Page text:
In April 1933 the young Trinidadian writer C.L.R. James started work alongside the famous critic Neville Cardus as a cricket correspondent for The Manchester Guardian, writing nearly 140 brief reports for the newspaper over the next three seasons. Cardus’s appointment of a newly arrived British colonial subject like James to such a prestigious post remains quite remarkable. James’s job meant he travelled widely for the first time across England reporting on county clashes, and he began to develop his distinctive philosophy on the game. This article offers the first critical excavation of James’s cricket writing in these early years and thereby examines the future author of Beyond a Boundary’s first engagement with “English cricket” as a popular dimension of imperial metropolitan culture. It argues that James’s political radicalization towards militant anti-colonialist and anti-capitalist activism in Britain during this critical period found expression in his cricket writing.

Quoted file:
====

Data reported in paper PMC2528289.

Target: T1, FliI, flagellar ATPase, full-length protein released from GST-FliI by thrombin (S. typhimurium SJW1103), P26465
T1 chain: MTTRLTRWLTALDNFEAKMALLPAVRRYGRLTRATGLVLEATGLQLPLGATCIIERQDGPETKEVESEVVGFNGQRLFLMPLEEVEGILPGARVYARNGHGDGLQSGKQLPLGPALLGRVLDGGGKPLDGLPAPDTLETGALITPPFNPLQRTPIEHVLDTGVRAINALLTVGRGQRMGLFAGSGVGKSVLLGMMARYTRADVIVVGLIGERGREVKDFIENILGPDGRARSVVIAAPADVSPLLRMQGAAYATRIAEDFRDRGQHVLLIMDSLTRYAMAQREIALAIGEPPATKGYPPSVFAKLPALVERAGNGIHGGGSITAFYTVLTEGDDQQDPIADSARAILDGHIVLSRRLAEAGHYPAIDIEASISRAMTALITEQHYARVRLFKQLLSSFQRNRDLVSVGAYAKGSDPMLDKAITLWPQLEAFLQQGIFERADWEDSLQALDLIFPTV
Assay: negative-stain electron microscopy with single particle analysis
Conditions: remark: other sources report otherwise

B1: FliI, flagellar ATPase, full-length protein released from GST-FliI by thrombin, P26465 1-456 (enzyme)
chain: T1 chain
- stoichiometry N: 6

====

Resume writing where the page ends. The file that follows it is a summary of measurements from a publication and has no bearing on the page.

|Journal||Journal of Postcolonial Writing|
|Publication status||Published - 20 Jul 2016|
Bibliographical noteThis is an Accepted Manuscript of an article published by Taylor & Francis in Journal of Postcolonial Writing on 20/07/2016, available online: http://www.tandfonline.com/10.1080/17449855.2016.1203098
- C.L.R. James
- Beyond a Boundary
- the Caribbean
- Neville Cardus
- Manchester Guardian
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